The First Presidency made the change “in the spirit of reducing and simplifying the work of the Church and the demands made upon leaders and members.” Additionally, including the women’s session in general conference weekend will allow more people to tune in and listen to what our women leaders have to say. The letter continues, “We are confident this change will be a blessing in the lives of members throughout the Church.” 

Women Speaking in General Conference 

Lucy Mack Smith was the first woman to give a general conference talk. In October 1845, she shared “This Gospel of Glad Tidings to All People.” The talk illustrated some of the struggles she faced with her husband and children, and she gave the powerful advice, “Be good and kind and do in secret as you would do in the presence of millions.” 

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After Lucy Mack Smith, women didn’t regularly speak in the general sessions again until April 1984 when Elaine A. Cannon, Barbara B. Smith, Barbara W. Winder, and Ardeth G. Kapp each shared their testimonies over the pulpit. 

Four more years passed before another woman spoke in the general sessions. In April 1988, Dawn J. Young spoke after being released as the Primary general president. Then in October of the same year, her successor Michaelene P. Grassli was the only woman speaker of that general conference. October 1988 through October 1993, one woman was selected to speak at each general conference from the general auxiliary presidencies with a few exceptions.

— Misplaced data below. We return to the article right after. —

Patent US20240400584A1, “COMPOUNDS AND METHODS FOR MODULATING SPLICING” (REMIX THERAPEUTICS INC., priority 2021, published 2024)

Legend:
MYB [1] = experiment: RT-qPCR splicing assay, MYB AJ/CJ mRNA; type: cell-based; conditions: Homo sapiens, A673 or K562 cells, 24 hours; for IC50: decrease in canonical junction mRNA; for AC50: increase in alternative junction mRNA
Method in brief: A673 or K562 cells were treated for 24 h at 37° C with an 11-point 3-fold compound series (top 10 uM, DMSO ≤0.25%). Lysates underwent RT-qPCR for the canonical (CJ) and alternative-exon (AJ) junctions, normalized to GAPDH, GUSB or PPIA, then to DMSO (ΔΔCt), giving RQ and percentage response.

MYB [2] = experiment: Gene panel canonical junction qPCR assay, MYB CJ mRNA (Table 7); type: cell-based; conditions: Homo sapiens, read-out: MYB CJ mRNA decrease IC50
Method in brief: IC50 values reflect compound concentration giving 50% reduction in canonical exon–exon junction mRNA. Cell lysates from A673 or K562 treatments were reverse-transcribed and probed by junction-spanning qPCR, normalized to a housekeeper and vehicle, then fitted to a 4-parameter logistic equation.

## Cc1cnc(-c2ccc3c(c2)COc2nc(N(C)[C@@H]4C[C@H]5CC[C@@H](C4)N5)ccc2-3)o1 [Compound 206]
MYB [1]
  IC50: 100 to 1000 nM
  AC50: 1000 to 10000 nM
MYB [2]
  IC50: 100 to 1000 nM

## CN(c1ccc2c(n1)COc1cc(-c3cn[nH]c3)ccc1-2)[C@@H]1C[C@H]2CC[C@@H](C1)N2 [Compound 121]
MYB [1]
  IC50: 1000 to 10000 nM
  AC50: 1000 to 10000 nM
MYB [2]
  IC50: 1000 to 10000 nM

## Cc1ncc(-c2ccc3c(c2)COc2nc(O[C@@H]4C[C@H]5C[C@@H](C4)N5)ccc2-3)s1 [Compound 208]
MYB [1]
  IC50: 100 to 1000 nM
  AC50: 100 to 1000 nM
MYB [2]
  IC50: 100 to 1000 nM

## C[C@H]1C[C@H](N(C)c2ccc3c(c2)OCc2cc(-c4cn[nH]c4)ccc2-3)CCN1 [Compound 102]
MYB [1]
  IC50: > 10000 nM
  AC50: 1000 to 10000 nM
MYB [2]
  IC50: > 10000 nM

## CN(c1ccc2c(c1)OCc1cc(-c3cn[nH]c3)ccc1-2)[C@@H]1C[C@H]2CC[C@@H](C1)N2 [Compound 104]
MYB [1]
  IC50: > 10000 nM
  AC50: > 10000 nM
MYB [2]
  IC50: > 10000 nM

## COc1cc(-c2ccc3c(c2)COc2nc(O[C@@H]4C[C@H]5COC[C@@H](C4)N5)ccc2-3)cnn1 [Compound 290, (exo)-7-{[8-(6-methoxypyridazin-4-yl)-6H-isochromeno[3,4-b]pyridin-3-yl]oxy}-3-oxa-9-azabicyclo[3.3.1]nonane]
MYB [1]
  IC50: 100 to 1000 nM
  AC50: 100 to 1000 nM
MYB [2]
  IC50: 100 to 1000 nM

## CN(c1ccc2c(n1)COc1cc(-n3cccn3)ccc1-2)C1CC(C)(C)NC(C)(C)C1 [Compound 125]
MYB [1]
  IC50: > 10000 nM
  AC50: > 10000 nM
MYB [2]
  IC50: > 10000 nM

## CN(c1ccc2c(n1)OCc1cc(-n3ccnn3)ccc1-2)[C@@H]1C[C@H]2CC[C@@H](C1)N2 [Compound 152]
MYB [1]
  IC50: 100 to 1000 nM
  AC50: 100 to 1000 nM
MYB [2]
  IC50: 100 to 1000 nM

Since April 1994, it has been a common theme for two women of the general auxiliary presidencies to speak, typically one on Saturday and one on Sunday. And in April 2013, Jean A. Stevens and Carole M. Stephens made history by being the first women to offer prayers during the general sessions of conference. Now it is common for two women chosen from the Young Women, Relief Society, or Primary general presidencies to offer prayers during general conference.

General Conference Is Inspired By God 

We are so blessed to hear from all of the men and women who share inspired messages over the pulpit at general conference. It takes time, patience, and spiritual intuitiveness to write a talk for the worldwide membership, and apostles have spoken of the difficulty and responsibility of the task. Although each speaker has a different experience, a common theme is that they all feel heavenly inspiration and don’t take the matter lightly. 

In a KSL interview, former general Young Women president Bonnie Oscarson reflected on what it was like standing at the pulpit in the conference center:

“I remember the first time I stood up in the Conference Center. I was conducting the general women’s meeting at the time, and as I was sitting there I was watching the clock tick by and when there was one minute left and I knew I had to stand up, I started to panic. I turned to my counselor Carole McConkie and said, ‘I don’t want to do this.’ She kind of got a panicky look and said, ‘Well you don’t have a choice; you have to.’ 

“There are moments when you say, ‘What am I doing here and how can I, just a normal person, be doing what I’ve seen these people I admire all my life do?’ The clock does hit that point and the little sign does go on that says stand up and so you walk to the pulpit and something kind of miraculous happens… I call it the bubble of protection. There is something that surrounds you when you stand up there and you feel calm, and you feel peace, and you know you’re not alone.”

Sister Oscarson’s words testify that general conference is truly the Lord’s conference. He enlightens each speaker’s mind with the things He wants us to know and gives us the knowledge and strength we need to navigate through our everyday lives. The word of God is spoken during general conference whether it comes from the mouth of a man or a woman.

Take time to prepare to hear the inspired messages this conference and pay close attention to what the Spirit tells you. As you listen with an open heart, the Lord will answer your questions and the Spirit will testify of the truths our Church leaders share.